This led to me wonder where else privatization and profit are driving forces in the justice system beyond the movement to privatize prisons and immigration detention centers.   Per Rigby’s statement, I found myself looking at two issues that are rarely scrutinized for the private aspects of their practice; the businesses of debt collection and writing bail bonds.  It seems as though, in our culture, we have accepted as a norm the delivery of these services as being in the purview of business and not core government functions.   As it turns out, just like prisons, both debt collection and bail bonds have been built into industries in which private businesses are able to make a profit off of individuals’ interaction with the criminal justice system, and so their interest is in ensuring a consistent flow of “customers” in their direction.  It also turns out that there are alternatives. [node:read-more:link]

Hump Day Hall of Shame: As Arizona faces firestorm of criticism over private prison contract, ADC moves to privatize re-entry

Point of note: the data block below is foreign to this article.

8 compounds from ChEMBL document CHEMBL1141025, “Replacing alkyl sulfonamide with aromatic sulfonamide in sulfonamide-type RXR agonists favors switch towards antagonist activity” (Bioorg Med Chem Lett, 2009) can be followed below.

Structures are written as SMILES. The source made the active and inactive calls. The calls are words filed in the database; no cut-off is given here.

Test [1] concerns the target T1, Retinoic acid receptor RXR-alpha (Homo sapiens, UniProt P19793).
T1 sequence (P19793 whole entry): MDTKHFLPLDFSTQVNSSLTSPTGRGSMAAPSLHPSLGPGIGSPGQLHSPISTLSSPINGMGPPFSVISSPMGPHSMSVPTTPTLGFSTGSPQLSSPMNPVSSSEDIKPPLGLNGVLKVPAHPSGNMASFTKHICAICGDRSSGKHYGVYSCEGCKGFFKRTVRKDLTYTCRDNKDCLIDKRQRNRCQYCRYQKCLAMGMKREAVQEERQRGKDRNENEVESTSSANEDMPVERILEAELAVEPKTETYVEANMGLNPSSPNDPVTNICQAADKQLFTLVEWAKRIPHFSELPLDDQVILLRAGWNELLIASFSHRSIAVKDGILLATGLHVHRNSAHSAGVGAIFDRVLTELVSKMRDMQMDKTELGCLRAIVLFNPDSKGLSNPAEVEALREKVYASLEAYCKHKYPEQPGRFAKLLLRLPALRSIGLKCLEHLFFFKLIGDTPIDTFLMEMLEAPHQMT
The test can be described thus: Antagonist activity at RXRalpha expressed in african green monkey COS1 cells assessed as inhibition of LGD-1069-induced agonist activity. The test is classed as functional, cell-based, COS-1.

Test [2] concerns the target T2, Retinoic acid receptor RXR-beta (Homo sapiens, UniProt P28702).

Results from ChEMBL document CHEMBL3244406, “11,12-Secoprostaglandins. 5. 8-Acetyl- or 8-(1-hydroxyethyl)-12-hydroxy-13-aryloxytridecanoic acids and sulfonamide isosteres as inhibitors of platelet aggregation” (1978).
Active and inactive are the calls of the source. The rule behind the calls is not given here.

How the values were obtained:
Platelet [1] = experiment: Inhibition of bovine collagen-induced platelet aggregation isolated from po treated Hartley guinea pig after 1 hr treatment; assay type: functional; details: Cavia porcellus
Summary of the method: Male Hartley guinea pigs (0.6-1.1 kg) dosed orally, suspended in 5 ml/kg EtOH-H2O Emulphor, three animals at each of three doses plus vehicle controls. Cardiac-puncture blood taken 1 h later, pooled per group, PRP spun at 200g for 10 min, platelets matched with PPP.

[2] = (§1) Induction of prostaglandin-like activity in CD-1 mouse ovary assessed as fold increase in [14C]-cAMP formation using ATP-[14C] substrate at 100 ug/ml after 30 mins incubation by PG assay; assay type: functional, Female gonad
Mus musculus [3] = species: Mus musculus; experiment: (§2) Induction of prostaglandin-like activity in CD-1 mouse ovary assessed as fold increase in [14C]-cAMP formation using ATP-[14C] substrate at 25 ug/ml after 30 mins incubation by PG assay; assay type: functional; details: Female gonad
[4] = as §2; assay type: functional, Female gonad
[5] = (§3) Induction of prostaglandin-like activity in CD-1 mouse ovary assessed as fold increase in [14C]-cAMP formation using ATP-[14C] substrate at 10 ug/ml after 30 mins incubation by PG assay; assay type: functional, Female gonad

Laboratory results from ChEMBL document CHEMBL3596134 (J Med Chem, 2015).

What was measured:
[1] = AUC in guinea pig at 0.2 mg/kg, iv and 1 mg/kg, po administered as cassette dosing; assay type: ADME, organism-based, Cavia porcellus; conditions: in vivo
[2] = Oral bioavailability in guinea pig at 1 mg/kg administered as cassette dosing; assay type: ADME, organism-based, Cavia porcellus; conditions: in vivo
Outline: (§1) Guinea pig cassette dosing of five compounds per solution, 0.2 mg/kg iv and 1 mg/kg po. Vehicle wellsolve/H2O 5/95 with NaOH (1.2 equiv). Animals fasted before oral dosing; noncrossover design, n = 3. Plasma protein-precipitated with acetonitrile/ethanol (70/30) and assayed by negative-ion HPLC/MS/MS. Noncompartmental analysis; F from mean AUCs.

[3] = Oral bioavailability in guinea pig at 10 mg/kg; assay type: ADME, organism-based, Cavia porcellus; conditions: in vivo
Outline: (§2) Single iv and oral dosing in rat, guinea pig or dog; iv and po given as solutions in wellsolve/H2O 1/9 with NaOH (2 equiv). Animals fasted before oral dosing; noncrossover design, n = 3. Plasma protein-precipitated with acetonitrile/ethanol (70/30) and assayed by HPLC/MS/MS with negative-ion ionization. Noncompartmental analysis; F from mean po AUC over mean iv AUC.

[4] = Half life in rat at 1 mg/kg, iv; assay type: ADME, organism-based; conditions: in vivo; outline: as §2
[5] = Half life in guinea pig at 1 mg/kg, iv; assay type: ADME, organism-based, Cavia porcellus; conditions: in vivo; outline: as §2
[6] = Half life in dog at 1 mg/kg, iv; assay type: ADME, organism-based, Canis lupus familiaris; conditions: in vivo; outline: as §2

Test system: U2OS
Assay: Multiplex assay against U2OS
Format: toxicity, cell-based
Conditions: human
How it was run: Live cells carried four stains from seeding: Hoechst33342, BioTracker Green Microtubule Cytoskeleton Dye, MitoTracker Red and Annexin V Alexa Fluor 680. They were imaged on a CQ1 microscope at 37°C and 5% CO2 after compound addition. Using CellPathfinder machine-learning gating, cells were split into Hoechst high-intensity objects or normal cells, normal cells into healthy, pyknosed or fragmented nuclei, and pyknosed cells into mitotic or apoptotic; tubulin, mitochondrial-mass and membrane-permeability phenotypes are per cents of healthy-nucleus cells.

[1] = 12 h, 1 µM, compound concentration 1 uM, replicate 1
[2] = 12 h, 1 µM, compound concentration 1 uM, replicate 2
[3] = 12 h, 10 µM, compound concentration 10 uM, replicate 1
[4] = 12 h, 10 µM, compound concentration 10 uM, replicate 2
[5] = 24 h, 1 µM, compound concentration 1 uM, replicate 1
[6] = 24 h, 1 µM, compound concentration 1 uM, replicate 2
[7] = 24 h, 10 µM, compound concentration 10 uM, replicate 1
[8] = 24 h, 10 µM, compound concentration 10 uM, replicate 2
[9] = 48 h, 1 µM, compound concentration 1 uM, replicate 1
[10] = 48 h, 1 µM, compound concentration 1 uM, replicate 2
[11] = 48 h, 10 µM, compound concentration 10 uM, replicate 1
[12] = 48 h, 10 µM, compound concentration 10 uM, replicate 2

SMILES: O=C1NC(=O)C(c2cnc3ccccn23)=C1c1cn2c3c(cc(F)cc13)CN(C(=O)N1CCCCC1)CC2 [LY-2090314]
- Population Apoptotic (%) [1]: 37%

Co-Authored by Caroline Isaacs, director of the AFSC's Arizona Program in Tucson 

You may have seen a lot of press recently about the announcement that Arizona Department of Corrections (ADC) will make this Friday, awarding a contract for construction and management of up to 2,000 prison beds to one of five private, for-profit prison corporations.

Arizona advocates have engaged the support of state and national organizations to oppose Arizona’s planned expansion of its for-profit prison beds.  This week Grassroots Leadership added its name to a letter addressed to Arizona governor Jan Brewer, along with over 50 other organizations, faith leaders, and elected officials in an effort to block the award of a new private prison contract.